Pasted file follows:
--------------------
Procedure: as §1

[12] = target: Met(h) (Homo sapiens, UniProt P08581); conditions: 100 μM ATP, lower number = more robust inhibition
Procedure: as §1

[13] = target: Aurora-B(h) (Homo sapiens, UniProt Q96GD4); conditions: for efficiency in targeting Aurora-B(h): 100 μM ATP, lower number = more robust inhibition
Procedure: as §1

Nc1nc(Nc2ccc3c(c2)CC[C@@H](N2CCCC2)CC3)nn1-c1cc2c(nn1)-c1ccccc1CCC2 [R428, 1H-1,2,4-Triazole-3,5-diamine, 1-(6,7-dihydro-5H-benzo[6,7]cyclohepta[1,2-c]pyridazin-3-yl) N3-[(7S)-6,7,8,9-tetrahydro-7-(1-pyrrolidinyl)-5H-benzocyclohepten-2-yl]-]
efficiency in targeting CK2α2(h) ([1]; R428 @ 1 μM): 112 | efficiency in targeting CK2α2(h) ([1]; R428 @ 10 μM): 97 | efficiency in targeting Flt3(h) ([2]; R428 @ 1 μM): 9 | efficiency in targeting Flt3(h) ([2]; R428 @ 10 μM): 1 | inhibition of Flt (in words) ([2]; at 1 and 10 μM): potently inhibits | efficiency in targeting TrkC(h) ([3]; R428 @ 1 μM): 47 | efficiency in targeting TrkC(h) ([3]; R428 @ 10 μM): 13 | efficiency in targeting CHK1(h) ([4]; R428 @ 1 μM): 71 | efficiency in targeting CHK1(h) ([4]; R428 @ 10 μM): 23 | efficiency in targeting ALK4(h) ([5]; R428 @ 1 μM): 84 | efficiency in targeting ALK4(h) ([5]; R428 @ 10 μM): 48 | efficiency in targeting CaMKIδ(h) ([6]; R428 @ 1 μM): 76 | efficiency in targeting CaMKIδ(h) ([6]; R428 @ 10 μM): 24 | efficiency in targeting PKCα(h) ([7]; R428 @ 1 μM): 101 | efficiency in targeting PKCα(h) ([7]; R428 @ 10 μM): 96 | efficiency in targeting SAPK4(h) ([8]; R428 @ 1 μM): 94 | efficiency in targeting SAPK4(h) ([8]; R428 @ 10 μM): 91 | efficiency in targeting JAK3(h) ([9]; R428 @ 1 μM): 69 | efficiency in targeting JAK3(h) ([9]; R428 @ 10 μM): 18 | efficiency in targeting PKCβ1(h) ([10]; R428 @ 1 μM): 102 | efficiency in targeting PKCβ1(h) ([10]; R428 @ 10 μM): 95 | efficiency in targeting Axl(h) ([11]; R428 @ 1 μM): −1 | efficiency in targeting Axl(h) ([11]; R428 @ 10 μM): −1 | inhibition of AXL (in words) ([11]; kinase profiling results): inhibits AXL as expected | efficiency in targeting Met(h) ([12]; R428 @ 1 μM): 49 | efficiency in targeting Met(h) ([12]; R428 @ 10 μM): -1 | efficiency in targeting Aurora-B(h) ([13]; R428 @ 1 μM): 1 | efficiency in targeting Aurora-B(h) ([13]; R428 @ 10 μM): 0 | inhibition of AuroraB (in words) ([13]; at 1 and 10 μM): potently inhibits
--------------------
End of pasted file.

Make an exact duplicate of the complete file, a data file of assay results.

Procedure: as §1

[12] = target: Met(h) (Homo sapiens, UniProt P08581); conditions: 100 μM ATP, lower number = more robust inhibition
Procedure: as §1

[13] = target: Aurora-B(h) (Homo sapiens, UniProt Q96GD4); conditions: for efficiency in targeting Aurora-B(h): 100 μM ATP, lower number = more robust inhibition
Procedure: as §1

Nc1nc(Nc2ccc3c(c2)CC[C@@H](N2CCCC2)CC3)nn1-c1cc2c(nn1)-c1ccccc1CCC2 [R428, 1H-1,2,4-Triazole-3,5-diamine, 1-(6,7-dihydro-5H-benzo[6,7]cyclohepta[1,2-c]pyridazin-3-yl) N3-[(7S)-6,7,8,9-tetrahydro-7-(1-pyrrolidinyl)-5H-benzocyclohepten-2-yl]-]
efficiency in targeting CK2α2(h) ([1]; R428 @ 1 μM): 112 | efficiency in targeting CK2α2(h) ([1]; R428 @ 10 μM): 97 | efficiency in targeting Flt3(h) ([2]; R428 @ 1 μM): 9 | efficiency in targeting Flt3(h) ([2]; R428 @ 10 μM): 1 | inhibition of Flt (in words) ([2]; at 1 and 10 μM): potently inhibits | efficiency in targeting TrkC(h) ([3]; R428 @ 1 μM): 47 | efficiency in targeting TrkC(h) ([3]; R428 @ 10 μM): 13 | efficiency in targeting CHK1(h) ([4]; R428 @ 1 μM): 71 | efficiency in targeting CHK1(h) ([4]; R428 @ 10 μM): 23 | efficiency in targeting ALK4(h) ([5]; R428 @ 1 μM): 84 | efficiency in targeting ALK4(h) ([5]; R428 @ 10 μM): 48 | efficiency in targeting CaMKIδ(h) ([6]; R428 @ 1 μM): 76 | efficiency in targeting CaMKIδ(h) ([6]; R428 @ 10 μM): 24 | efficiency in targeting PKCα(h) ([7]; R428 @ 1 μM): 101 | efficiency in targeting PKCα(h) ([7]; R428 @ 10 μM): 96 | efficiency in targeting SAPK4(h) ([8]; R428 @ 1 μM): 94 | efficiency in targeting SAPK4(h) ([8]; R428 @ 10 μM): 91 | efficiency in targeting JAK3(h) ([9]; R428 @ 1 μM): 69 | efficiency in targeting JAK3(h) ([9]; R428 @ 10 μM): 18 | efficiency in targeting PKCβ1(h) ([10]; R428 @ 1 μM): 102 | efficiency in targeting PKCβ1(h) ([10]; R428 @ 10 μM): 95 | efficiency in targeting Axl(h) ([11]; R428 @ 1 μM): −1 | efficiency in targeting Axl(h) ([11]; R428 @ 10 μM): −1 | inhibition of AXL (in words) ([11]; kinase profiling results): inhibits AXL as expected | efficiency in targeting Met(h) ([12]; R428 @ 1 μM): 49 | efficiency in targeting Met(h) ([12]; R428 @ 10 μM): -1 | efficiency in targeting Aurora-B(h) ([13]; R428 @ 1 μM): 1 | efficiency in targeting Aurora-B(h) ([13]; R428 @ 10 μM): 0 | inhibition of AuroraB (in words) ([13]; at 1 and 10 μM): potently inhibits